I no longer want to find you, Camilo / 14ymedio, Yoani Sanchez

Flowers for Camilo Cienfuegos at a primary school in Havana's Plaza district (14ymedio)
Flowers for Camilo Cienfuegos at a primary school in Havana’s Plaza district (14ymedio)

14ymedio bigger14ymedio, Generation Y, Yoani Sanchez, Havana, 28 October 2015 — The wall of the Malecon tastes of salt and is rough to the touch. Standing on it, my school uniform splashed by the waves, every October of my childhood I threw a bouquet of flowers into the sea. The tribute was addressed to a man who had died fifteen years before I was born. His face was on the walls and in schoolbooks, with an enormous smile beneath a broad-brimmed hat. Those were the days when I still dreamed of meeting Camilo Cienfuegos.

The story, repeated to the point of exhaustion in school assemblies and official propaganda, told of a plane that disappeared while the Commander was flying between the cities of Camagüey and Havana. For the children of my generation it was an almost magical enigma. We believed that one day we would find him, a bearded jokester, somewhere in the Cuban geography. It was just a matter of time, we thought. continue reading

But the years passed and on this long and narrow island there has never been detected even a single piece of that twin-engine Cessna. New technologies burst into everyone’s lives, satellites search every inch of the planet, and mythical cities, submerged or buried, are found all over the globe. But of Camilo, not a single clue.

The illusion that he would return to unite “the highest leadership of the country” was giving way to another desire. In the mid-eighties I heard talk of Camilo Cienfuegos as the hope for change. “If he were here, none of this would have happened,” the elderly intoned. “He wasn’t a communist,” my grandfather said.

Once again we want to find alive the hero of Yaguajay, but this time to lead our dissatisfaction and to help us overcome our fear.

In the Special Period the urge to discover at least a vestige of that tailor-turned-guerrilla forcefully resurfaced. We speculated that if the circumstances of his death were unraveled, Fidel Castro’s government would fall like a house of cards. The best-kept secret of the Revolutionary era would also be its end. But even in those years the mystery was not solved.

A few days ago a little girl reminded her mother she needed to take a bouquet of flowers to school to throw into the sea on the day this Havanan not yet turned 30 disappeared. A second later the girl asked, “But is he dead, or is he not dead?” Her mother explained the official version in a bored voice, ending with a categorical, “Yes, he’s dead… he is not breathing.”

The mystery has collapsed. Not because we found answers, but because we got tired of waiting for them. Right now, nothing would change because we know that Camilo Cienfuegos is alive somewhere – with his graying beard – unless it is scientifically proven that the official version is true. Nor would there be a great commotion on finding out his death was an assassination order by his own compañeros from the Sierra Maestra.

Time, implacable, has ended up burying Camilo.

Camilo Cienfuegos. (CC)
Camilo Cienfuegos. (CC)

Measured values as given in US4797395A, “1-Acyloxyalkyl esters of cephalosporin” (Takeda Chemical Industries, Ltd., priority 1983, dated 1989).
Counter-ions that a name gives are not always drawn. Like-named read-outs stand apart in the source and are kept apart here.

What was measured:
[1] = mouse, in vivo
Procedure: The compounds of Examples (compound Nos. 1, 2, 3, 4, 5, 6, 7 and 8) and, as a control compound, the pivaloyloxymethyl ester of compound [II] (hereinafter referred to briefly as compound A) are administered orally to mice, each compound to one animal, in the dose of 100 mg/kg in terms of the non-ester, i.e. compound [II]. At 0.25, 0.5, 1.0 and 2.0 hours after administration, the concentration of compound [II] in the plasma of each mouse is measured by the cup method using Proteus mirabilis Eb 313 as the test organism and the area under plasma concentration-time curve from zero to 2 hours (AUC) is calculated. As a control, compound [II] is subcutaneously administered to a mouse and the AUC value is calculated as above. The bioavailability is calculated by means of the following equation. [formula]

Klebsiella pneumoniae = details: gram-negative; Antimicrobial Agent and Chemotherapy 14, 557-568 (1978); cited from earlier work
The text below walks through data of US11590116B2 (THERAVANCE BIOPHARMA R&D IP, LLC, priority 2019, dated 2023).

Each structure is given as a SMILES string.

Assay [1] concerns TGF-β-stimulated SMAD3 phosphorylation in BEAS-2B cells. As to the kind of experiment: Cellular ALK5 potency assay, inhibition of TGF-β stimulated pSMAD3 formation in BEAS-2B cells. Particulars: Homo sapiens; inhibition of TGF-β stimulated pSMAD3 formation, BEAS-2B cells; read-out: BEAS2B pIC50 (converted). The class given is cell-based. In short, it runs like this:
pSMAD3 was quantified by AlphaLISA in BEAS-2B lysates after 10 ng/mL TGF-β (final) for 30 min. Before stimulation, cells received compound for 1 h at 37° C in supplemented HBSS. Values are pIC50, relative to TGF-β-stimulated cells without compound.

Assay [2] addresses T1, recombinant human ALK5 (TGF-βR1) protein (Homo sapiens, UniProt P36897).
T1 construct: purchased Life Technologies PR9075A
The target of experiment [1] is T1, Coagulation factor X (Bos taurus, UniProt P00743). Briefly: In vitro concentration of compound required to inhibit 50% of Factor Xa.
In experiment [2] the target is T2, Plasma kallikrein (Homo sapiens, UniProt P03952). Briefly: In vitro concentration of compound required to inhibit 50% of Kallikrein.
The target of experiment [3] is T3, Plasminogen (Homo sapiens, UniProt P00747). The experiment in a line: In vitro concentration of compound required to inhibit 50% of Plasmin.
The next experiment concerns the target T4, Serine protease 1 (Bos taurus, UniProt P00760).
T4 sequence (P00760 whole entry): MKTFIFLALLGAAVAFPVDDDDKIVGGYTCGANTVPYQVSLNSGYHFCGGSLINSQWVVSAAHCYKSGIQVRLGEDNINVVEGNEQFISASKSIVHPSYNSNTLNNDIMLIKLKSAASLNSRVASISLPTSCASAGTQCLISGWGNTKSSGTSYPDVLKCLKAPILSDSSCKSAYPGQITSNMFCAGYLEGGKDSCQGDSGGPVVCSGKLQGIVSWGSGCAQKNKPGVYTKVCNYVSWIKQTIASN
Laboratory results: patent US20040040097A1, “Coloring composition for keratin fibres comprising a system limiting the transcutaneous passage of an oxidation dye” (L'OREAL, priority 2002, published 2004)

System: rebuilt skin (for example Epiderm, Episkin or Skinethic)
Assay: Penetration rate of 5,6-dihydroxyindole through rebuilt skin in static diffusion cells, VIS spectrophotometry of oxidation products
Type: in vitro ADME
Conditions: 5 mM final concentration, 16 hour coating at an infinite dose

Vandals Paint Che Statue with the Word “Murderer” / 14ymedio

Paint on the statue of Che in the Galician town of Oleiros. (La Opinión A Coruña)
Paint on the statue of Che in the Galician town of Oleiros. (La Opinión A Coruña)

14ymedio bigger14ymedio, Spain, 26 October 2015 — At dawn on Sunday, a group of vandals painted the statue of Ernesto Che Guevara in the Galician town of Oleiros with the colors of the Spanish flag and the word “murderer.” This is the fourth attack on the monument since it opened in 2008.

The vandals, according to a local resident who alerted the police, acted around six o’clock in the morning and were wearing masks and coveralls. The attack, carried out with glass bottles filled with paint, came hours before a tribute to Che organized by several Portuguese, Galician and Cuban collectives to mark the 48th anniversary of the revolutionary’s death.

When the police arrived at the statue in Santa Cristina Park, the vandals had already left.

The mayor of Oleiros, Angel Garcia Seoane, branded them “idiots” and added that the modus operandi of the attack reflects the “behavior of cowards, during the night.” The councilman said the statue would be cleaned the next day.

On Sunday different groups of Cubans in exile and from the Association of Victims of Castroism, in addition to individuals, expressed their “repudiation” of the tribute in the face of a monument they called “illegal.” For them the monument is an “aggression against all the victims of Fidel Castro’s dictatorship.”

The first attack on the monument occurred just weeks after its unveiling. Both at that time and in August 2013, the 26-foot high statue was spotted with red and yellow paint.

In 2008, groups in opposition to the local Alternative Party government demonstrated against the monument’s construction and the 180,000 euro cost of building the roundabout where the work, donated by its makers, was placed.

Neighborhood Journalism in Cuba / 14ymedio, Rene Gomez Manzano

Homepage of “Neighborhood Journalism.” Headline: Why do Neighborhood Journalism in Cuba today?
Homepage of “Neighborhood Journalism.” Headline: Why do Neighborhood Journalism in Cuba today?

14ymedio bigger14ymedio, Rene Gomez Manzano, Havana, 24 October 2015 — Thanks to the US Embassy in Havana, which provides press briefings with national and international news to us Cubans who navigate in their internet rooms, last Monday, October 19, I learned about a new information organ. Periodismo de Barrio (Neighborhood Journalism) is the name by which the colleagues engaged in it identify themselves.